How many ways can a person experience a work of art without deviating from the intended truth of the canvas or the page? How can we give ourselves over to the artist and leave our egos behind? Is there truth in art, and if so what kind of truth and where? Quim Monzó’s novel, Gasoline—published in Spain in 1983 and recently translated from Catalan to English—takes on these questions in its opening scene, setting the tone for the pages that follow. The novel begins by dropping the reader into the middle of a dream, a dream that replicates Edward Hopper’s painting Nighthawks: One woman and two men with wide-brimmed hats sit at a bar in a diner on the corner of two dark and deserted streets. A thin, old waiter stands behind the counter, wearing a white, soda jerk’s hat. Monzó’s dreamer is Heribert Julia, a frustrated painter struggling to get something, anything, on canvas. When he dreams, he creates plenty, embroidering Hopper’s work with images of his own:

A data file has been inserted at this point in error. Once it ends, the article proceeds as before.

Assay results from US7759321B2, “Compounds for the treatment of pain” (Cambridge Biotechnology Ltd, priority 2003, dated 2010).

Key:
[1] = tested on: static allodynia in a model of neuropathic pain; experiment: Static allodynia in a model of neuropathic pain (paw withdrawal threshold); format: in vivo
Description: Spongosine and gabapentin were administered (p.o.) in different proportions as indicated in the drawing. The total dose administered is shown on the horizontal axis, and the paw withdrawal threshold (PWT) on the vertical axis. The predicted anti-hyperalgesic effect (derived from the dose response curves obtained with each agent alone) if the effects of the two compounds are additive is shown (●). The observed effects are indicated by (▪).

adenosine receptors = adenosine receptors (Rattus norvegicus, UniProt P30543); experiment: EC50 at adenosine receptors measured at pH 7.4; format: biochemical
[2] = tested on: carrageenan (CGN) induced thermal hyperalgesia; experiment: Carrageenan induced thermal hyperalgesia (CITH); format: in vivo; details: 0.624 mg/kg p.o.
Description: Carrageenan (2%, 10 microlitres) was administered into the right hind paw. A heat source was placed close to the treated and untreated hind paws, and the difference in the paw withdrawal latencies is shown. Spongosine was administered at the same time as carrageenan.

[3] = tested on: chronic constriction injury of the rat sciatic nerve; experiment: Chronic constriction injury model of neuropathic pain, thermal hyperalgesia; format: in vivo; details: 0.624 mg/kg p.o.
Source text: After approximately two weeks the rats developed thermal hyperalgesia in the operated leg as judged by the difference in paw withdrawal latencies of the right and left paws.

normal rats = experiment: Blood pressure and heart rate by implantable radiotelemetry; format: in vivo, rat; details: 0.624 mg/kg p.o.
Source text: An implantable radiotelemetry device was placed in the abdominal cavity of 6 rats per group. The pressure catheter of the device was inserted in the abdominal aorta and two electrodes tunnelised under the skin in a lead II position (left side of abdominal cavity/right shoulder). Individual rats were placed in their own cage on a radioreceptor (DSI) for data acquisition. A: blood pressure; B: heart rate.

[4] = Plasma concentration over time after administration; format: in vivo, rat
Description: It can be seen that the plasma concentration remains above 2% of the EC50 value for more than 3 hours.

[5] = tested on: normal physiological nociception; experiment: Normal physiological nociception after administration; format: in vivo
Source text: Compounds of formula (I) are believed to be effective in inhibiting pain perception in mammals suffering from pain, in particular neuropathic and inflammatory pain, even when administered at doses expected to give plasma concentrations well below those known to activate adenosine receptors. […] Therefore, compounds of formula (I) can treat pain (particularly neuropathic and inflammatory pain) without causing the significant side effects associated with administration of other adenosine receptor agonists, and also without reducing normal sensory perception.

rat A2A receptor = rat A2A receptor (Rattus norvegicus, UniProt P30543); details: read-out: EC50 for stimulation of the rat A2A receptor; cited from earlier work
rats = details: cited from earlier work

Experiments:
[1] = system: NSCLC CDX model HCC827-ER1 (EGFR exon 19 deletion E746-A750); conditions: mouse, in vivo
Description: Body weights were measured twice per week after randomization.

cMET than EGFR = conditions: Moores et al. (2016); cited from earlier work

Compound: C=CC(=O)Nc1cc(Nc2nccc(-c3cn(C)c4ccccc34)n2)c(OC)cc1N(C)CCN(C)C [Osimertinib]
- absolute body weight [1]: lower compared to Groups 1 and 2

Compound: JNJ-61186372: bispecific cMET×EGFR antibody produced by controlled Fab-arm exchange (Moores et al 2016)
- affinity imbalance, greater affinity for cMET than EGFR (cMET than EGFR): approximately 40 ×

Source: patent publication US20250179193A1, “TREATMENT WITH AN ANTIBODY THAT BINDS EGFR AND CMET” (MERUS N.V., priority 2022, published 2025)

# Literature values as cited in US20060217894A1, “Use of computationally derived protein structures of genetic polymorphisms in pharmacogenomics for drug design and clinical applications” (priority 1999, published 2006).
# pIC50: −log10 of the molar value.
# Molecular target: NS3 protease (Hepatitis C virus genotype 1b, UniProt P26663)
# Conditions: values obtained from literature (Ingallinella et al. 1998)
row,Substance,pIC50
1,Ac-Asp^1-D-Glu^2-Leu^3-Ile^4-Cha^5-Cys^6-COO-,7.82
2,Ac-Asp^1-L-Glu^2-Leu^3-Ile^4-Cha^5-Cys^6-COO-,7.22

[The diner begins] filling up with people: men identical (in face, hat, and suit) to the man or men already sitting there; and women identical (in face, hairdo, and dress) to the woman already at the counter (but wearing hats, fur stoles draped around their necks, and shiny handbags). Outside, in the street, there is a good layer of snow on the ground…though in the painting he had seen as a child…there wasn’t a trace of snow.
In contrast to his active dream life, Heribert drifts through his waking life bored and artistically blocked. He’s frustrated, overwhelmed by life’s choices: what to paint, whom to love. He struggles to find answers while a growing inertia threatens to make these decisions for him. Heribert’s subconscious is alive, but he can’t tap into it. The mysterious source of his creativity seems to have dried up.